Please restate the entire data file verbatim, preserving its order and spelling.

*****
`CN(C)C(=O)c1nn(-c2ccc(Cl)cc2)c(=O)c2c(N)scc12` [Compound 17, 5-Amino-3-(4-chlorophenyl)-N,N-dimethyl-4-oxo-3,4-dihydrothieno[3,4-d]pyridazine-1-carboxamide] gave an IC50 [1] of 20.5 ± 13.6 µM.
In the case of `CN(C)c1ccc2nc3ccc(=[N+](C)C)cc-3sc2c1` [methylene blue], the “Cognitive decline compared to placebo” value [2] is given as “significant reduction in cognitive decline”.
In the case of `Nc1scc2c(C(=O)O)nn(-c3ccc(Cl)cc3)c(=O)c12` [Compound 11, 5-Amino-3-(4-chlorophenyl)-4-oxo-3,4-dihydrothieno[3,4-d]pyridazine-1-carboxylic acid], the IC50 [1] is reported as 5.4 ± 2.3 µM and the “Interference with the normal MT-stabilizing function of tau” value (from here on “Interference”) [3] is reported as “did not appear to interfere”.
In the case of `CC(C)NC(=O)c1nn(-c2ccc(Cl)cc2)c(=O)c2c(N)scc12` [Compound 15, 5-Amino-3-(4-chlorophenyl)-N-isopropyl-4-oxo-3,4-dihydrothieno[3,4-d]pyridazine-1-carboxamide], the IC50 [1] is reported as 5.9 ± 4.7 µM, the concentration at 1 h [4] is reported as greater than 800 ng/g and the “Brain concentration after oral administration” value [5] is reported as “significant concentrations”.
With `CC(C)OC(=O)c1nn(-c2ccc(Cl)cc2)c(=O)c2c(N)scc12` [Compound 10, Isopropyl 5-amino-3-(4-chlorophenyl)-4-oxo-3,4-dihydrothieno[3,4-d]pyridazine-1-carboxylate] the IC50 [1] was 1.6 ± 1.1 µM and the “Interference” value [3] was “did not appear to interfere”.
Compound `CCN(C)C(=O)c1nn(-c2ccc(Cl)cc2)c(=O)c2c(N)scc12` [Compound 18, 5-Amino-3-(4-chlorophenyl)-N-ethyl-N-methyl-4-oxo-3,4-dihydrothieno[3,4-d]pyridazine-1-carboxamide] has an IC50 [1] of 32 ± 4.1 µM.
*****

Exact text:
`CN(C)C(=O)c1nn(-c2ccc(Cl)cc2)c(=O)c2c(N)scc12` [Compound 17, 5-Amino-3-(4-chlorophenyl)-N,N-dimethyl-4-oxo-3,4-dihydrothieno[3,4-d]pyridazine-1-carboxamide] gave an IC50 [1] of 20.5 ± 13.6 µM.
In the case of `CN(C)c1ccc2nc3ccc(=[N+](C)C)cc-3sc2c1` [methylene blue], the “Cognitive decline compared to placebo” value [2] is given as “significant reduction in cognitive decline”.
In the case of `Nc1scc2c(C(=O)O)nn(-c3ccc(Cl)cc3)c(=O)c12` [Compound 11, 5-Amino-3-(4-chlorophenyl)-4-oxo-3,4-dihydrothieno[3,4-d]pyridazine-1-carboxylic acid], the IC50 [1] is reported as 5.4 ± 2.3 µM and the “Interference with the normal MT-stabilizing function of tau” value (from here on “Interference”) [3] is reported as “did not appear to interfere”.
In the case of `CC(C)NC(=O)c1nn(-c2ccc(Cl)cc2)c(=O)c2c(N)scc12` [Compound 15, 5-Amino-3-(4-chlorophenyl)-N-isopropyl-4-oxo-3,4-dihydrothieno[3,4-d]pyridazine-1-carboxamide], the IC50 [1] is reported as 5.9 ± 4.7 µM, the concentration at 1 h [4] is reported as greater than 800 ng/g and the “Brain concentration after oral administration” value [5] is reported as “significant concentrations”.
With `CC(C)OC(=O)c1nn(-c2ccc(Cl)cc2)c(=O)c2c(N)scc12` [Compound 10, Isopropyl 5-amino-3-(4-chlorophenyl)-4-oxo-3,4-dihydrothieno[3,4-d]pyridazine-1-carboxylate] the IC50 [1] was 1.6 ± 1.1 µM and the “Interference” value [3] was “did not appear to interfere”.
Compound `CCN(C)C(=O)c1nn(-c2ccc(Cl)cc2)c(=O)c2c(N)scc12` [Compound 18, 5-Amino-3-(4-chlorophenyl)-N-ethyl-N-methyl-4-oxo-3,4-dihydrothieno[3,4-d]pyridazine-1-carboxamide] has an IC50 [1] of 32 ± 4.1 µM.